Education Secretary Michael Gove has said his plan to expand the academy system would help the poorest children in society and help prevent education in the UK "falling behind other nations".
The Academies Bill will enable all schools in England, including primaries, to apply for academy freedoms, such as the ability to opt out of local authority control and set teachers' pay.
Mr Gove said he is building on the reforms introduced under former prime minister Tony Blair, but the move has been attacked by Labour who claim it will focus on schools which are already successful rather than helping failing schools to improve.
The education secretary told MPs on 19 July 2010: "It grants greater autonomy to individual schools, it gives more freedom to teachers and it injects a new level of dynamism into a programme that has been proven to raise standards for children, and the disadvantaged most of all."
Mr Gove rejected claims that the bill was being rushed through Parliament. "We cannot afford to wait," he said.
"We cannot afford Labour's failed approach any more, with teachers directed from the centre, regulations stifling innovation and our country falling behind other nations.
"We need reform and we need it now. We need the bill," he concluded.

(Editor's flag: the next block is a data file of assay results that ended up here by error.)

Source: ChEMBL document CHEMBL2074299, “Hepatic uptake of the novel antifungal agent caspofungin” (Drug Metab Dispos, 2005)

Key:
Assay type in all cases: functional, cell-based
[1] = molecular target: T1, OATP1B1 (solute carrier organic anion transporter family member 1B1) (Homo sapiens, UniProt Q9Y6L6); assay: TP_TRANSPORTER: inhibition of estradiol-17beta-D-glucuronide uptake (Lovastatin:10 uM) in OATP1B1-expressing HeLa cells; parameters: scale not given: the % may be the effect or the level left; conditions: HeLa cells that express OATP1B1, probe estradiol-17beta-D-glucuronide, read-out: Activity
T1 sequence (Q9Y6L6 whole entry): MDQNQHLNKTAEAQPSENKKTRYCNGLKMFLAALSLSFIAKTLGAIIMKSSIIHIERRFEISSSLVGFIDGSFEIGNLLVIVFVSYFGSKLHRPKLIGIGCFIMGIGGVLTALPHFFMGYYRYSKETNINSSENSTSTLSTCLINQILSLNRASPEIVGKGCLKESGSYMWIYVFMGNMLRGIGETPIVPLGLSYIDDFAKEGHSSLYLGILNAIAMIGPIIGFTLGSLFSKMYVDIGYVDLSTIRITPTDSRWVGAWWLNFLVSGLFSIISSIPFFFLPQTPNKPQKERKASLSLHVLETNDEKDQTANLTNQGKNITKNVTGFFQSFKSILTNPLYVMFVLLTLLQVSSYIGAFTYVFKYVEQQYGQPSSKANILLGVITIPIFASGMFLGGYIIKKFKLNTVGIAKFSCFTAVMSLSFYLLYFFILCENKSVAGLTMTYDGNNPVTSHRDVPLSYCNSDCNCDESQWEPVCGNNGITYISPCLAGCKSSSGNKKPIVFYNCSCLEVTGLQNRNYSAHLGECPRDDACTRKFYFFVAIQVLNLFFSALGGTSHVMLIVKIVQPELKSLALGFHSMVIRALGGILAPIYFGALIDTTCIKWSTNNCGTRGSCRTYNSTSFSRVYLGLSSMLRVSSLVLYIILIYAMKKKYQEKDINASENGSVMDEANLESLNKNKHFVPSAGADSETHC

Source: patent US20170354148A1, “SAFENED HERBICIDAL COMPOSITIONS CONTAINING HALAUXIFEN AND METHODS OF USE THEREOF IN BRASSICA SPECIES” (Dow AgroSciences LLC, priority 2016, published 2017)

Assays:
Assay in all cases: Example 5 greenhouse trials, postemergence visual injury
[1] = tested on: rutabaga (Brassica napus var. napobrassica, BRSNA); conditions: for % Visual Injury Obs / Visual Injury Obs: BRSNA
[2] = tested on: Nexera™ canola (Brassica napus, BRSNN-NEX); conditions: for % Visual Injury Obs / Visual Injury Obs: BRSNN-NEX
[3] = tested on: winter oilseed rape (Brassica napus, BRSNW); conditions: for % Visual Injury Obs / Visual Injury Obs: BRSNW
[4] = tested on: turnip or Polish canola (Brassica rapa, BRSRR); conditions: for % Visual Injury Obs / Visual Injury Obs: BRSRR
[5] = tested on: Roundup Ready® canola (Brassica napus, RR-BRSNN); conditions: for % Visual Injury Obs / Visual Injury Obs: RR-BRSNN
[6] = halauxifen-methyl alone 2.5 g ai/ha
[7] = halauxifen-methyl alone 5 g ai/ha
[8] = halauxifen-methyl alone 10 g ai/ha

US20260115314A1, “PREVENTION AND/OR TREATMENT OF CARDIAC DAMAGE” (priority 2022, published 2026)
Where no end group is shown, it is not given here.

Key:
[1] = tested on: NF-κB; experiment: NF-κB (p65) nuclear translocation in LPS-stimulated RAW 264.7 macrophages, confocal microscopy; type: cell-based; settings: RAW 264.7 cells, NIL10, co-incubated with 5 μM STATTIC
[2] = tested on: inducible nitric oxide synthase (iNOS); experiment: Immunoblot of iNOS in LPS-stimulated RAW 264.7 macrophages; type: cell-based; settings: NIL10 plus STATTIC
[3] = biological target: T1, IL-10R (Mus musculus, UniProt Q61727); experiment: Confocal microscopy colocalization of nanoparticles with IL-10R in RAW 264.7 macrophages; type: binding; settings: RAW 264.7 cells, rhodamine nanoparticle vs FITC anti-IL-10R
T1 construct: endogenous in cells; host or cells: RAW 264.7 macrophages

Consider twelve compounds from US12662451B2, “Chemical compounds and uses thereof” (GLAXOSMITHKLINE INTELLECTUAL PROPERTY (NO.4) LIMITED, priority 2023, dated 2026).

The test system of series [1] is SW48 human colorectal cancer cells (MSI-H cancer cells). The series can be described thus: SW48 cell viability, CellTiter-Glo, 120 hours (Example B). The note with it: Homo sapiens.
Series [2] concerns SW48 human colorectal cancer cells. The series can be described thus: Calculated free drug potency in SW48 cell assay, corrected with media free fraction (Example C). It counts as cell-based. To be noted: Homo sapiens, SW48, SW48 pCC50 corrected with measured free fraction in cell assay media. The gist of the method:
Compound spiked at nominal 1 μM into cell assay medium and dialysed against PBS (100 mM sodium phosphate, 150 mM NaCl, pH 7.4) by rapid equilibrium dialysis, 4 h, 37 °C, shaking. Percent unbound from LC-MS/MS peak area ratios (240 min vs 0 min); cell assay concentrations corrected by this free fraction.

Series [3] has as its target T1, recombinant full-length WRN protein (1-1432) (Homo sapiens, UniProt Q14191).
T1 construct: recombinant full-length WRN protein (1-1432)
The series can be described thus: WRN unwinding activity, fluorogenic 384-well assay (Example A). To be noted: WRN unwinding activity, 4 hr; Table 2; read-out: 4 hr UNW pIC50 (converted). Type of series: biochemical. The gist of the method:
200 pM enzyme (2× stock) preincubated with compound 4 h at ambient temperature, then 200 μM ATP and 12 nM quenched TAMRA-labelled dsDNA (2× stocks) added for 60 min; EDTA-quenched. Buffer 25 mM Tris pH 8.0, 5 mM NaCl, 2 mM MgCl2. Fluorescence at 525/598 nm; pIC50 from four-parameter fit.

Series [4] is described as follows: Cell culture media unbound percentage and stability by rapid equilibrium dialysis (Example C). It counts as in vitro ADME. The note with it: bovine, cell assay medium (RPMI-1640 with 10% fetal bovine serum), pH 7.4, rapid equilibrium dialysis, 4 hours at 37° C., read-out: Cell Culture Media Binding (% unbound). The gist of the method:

But shadow education secretary Ed Balls claimed the legislation was being "railroaded" through the Commons to avoid proper scrutiny.
He warned it would create an "unfair, two-tier" education system and act as "enabling legislation for the free market schools policy".
Mr Balls added: "The clauses in the bill are structured in such a way as to allow the secretary of state to give funding arrangements to private companies taking over the running of schools.
"We will see exactly what they saw in Sweden: private companies travelling around the country touting to parents by saying, 'If you want to set up a school, we'll do it for youand we'll make a profit out of it.'
"This bill will rip apart the community-based comprehensive education system we have built in the last 60 years and which had delivered record rising standards over the last decade," he predicted.
Mr Balls branded the bill an "utter perversion" of Labour's academies programme and the "biggest centralisation in education policy in the post-war period".
You can see part two of the debate